When a newly-built WordPress website is up and running, it takes just a blink to get the media library fully-loaded. A few months later, all of your media grow into loads of files. Dismal as it might sound, while we always browse files in our PC in folders, the WordPress admin dashboard provides no such option. So you need Filebird – WordPress media library folders
My clients, many a time, complain that it takes them too much time to sort through all those files. As a result, a tree view of folders has soon enough become a standard requirement from my clients.
In this article, I am going to show you how to create folders and manage media files easier with the FileBird plugin. The free version enables you to explore full premium features, but with a folder amount cap of 10. However, that’s already enough for a portfolio or business website with up to 10 categories.
This powerful WordPress plugin even has more features than you can imagine now and I’m gonna show you all.
Let’s dive right in.
Let’s say you want to open a website for your resort using WordPress. You need this website to showcase hotel rooms, facilities, food and beverage menu items, services, events, etc. You want every file to have its own place so that you can find them easily. Here’s how FileBird helps you do that:
Download and install the FileBird plugin that fits your own needs:
MANAGE A FOLDER IN FILEBIRD WORDPRESS MEDIA LIBRARY
After activating the FileBird plugin, you’ll notice a brand new section in the Media area. It’s nestled next to the WordPress admin panel just like another sidebar. This sleek sidebar can be adjusted to hide or expand to fit your folder name length.
The two default folders, namely All files and Uncategorized, are undruggable.
Now let’s create the first folder by clicking New Folder and give it a proper name, like Room, F&B or Events. Then, if you click New Folder while selecting the Events folder, you’ll be creating a subfolder and this will be placed right under the parent folder Events. You can now give it another name and press Enter to have it all set.
Go on and create all folders you need to get your pictures and videos categorized! If you happen to create folders by mistake, you can easily drag and drop any folder and subfolder to put them anywhere you want them to stay.
This is the new directory for all of my media files and I’m really happy with it!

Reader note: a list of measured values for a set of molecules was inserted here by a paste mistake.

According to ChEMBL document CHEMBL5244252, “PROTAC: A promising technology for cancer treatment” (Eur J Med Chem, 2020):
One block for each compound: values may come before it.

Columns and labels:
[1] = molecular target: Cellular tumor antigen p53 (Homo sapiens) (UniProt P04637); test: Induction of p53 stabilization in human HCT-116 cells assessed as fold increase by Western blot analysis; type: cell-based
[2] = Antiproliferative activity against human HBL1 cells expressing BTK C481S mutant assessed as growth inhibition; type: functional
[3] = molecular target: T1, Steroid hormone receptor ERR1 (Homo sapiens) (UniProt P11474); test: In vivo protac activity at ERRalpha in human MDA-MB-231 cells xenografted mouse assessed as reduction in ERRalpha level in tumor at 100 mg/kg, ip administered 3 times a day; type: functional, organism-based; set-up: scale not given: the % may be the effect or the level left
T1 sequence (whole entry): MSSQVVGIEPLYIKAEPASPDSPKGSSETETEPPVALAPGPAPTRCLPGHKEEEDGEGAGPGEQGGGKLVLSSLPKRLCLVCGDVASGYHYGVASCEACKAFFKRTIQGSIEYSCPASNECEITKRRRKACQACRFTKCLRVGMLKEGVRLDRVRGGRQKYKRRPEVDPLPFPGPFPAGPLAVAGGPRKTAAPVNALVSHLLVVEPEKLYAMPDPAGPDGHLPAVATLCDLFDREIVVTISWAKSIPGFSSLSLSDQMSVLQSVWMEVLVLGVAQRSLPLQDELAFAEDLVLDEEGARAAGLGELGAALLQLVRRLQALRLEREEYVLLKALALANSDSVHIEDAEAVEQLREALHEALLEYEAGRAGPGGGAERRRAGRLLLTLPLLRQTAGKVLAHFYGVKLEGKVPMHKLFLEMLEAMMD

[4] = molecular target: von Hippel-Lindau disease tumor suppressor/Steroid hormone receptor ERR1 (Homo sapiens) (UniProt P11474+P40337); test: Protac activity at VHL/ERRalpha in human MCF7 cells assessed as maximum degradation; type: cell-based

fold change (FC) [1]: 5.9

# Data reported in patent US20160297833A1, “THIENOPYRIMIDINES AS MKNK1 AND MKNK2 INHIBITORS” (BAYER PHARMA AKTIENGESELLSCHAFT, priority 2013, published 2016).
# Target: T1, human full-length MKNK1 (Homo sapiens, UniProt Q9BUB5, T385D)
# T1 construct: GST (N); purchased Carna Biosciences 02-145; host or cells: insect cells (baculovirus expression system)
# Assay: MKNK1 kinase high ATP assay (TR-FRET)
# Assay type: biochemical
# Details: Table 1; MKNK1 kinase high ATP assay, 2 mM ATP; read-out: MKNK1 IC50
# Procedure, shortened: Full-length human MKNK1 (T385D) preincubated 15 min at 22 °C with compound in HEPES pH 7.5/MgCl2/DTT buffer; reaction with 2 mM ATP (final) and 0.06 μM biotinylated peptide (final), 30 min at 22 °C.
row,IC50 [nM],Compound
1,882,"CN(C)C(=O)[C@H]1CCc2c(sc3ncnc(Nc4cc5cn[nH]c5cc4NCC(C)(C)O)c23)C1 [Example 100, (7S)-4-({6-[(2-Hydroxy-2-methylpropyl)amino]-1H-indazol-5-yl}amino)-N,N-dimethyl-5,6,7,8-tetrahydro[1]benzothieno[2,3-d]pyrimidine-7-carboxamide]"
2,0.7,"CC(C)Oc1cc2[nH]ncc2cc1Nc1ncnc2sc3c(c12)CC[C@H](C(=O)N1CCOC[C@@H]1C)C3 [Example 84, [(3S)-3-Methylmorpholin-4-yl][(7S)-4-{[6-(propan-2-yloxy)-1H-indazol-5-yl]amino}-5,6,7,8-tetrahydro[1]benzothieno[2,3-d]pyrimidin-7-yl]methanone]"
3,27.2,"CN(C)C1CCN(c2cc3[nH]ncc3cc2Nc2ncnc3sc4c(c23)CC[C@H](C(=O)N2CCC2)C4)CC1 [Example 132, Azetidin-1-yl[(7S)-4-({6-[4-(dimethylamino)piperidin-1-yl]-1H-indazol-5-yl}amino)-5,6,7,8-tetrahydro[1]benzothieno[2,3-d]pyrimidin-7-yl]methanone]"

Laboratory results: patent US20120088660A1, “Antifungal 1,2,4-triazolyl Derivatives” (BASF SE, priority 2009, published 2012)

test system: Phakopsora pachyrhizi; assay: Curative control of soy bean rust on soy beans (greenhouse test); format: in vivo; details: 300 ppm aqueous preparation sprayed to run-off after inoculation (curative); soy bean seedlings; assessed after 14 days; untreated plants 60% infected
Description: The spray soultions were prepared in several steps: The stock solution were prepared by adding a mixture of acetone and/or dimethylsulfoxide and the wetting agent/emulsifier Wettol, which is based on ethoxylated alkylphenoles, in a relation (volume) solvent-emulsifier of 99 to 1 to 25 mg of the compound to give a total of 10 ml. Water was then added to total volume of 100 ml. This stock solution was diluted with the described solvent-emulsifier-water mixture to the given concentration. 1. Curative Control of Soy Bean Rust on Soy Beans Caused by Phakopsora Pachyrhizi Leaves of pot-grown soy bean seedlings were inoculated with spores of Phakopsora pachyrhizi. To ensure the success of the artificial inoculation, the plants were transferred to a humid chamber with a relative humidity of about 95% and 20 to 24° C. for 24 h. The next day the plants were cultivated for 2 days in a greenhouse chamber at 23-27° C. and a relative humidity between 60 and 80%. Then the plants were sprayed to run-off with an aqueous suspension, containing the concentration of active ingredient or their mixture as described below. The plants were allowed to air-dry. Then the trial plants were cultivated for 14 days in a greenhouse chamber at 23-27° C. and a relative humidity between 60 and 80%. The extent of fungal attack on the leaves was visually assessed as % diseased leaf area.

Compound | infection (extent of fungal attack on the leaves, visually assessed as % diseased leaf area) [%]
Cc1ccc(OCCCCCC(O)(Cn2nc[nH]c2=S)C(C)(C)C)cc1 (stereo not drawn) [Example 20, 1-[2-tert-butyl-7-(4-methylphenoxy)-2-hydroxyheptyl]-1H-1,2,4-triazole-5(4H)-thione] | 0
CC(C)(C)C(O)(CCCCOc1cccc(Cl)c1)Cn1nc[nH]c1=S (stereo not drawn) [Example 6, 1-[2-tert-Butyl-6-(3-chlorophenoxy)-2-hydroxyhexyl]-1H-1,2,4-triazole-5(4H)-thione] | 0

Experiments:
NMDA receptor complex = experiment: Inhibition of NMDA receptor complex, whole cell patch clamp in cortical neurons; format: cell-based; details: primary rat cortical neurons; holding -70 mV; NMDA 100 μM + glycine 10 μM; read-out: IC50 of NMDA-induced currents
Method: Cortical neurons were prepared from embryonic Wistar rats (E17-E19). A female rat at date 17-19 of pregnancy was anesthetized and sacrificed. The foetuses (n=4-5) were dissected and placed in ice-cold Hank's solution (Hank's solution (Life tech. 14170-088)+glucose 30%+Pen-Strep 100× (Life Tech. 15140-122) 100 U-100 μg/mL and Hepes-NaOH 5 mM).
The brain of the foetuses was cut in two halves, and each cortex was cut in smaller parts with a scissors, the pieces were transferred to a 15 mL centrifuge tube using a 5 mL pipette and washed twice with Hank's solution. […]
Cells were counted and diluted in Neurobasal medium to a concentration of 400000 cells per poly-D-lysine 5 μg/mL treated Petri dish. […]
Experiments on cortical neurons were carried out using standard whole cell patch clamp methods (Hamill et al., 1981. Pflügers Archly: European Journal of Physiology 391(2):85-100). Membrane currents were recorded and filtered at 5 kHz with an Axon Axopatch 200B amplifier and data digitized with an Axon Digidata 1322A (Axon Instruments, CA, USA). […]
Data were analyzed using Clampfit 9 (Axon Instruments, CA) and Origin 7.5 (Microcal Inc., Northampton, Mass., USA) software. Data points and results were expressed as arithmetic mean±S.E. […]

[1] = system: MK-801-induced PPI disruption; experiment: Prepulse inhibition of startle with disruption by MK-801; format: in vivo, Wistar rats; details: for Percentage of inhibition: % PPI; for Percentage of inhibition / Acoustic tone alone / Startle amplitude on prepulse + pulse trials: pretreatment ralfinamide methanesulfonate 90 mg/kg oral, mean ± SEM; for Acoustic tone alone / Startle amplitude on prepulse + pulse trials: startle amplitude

After you’re done with a decent tree structure as a layout for your media file organization, move to the next step.
UPLOAD & ORGANIZE MEDIA FILES
Alrighty, what are you waiting for? Just click Add New to start uploading your files!
On the next screen, you’ll see a drop-down menu on the top indicating the folder you want those to-be-uploaded files to stay. Then you choose a specific folder or subfolder and click Select Files to upload.
In case you accidentally upload files to the wrong folder, you can always fix it by bulk selecting them and, again, drag and drop them to the right folder. Looks a bit too cool, huh?
Now it’s time to rock! Let’s move on to the next tutorial.
PUBLISH MEDIA FILES WITH FILEBIRD WORDPRESS MEDIA LIBRARY
Create dynamic galleries from a folder with Gutenberg block
I also need to showcase my business’ services in a blog post. Take, for example, a post of my resort annual roundup. In this post, I’d love to have the best moments of my resort parties and ceremonies featured.
FileBird – WordPress media library has made it very simple to insert many pictures into posts, all shown aligned. By clicking Add FileBird Gallery and choosing a folder, you’re importing all of the images in that folder to the post.
Now that I set some parameters in this gallery block as below:
- Columns: 3
- Crop images: Yes
- Caption: No
Here’s what I get when published:
So I carry on putting together all images and videos to neatly and proudly show to my website visitors, who are also my next customers.
Manage FileBird – WordPress media library folders professionally
Go to Settings > FileBird and have the 2nd option turned ON, you’ll have another interesting organization feature.
With this setting, you opt to set other users to have their own folders. Your editors and authors can contribute files to their folders, while you – as an administrator – can access all those files. This feature is useful especially when you have a big collaboration project which requires media contributed by many people.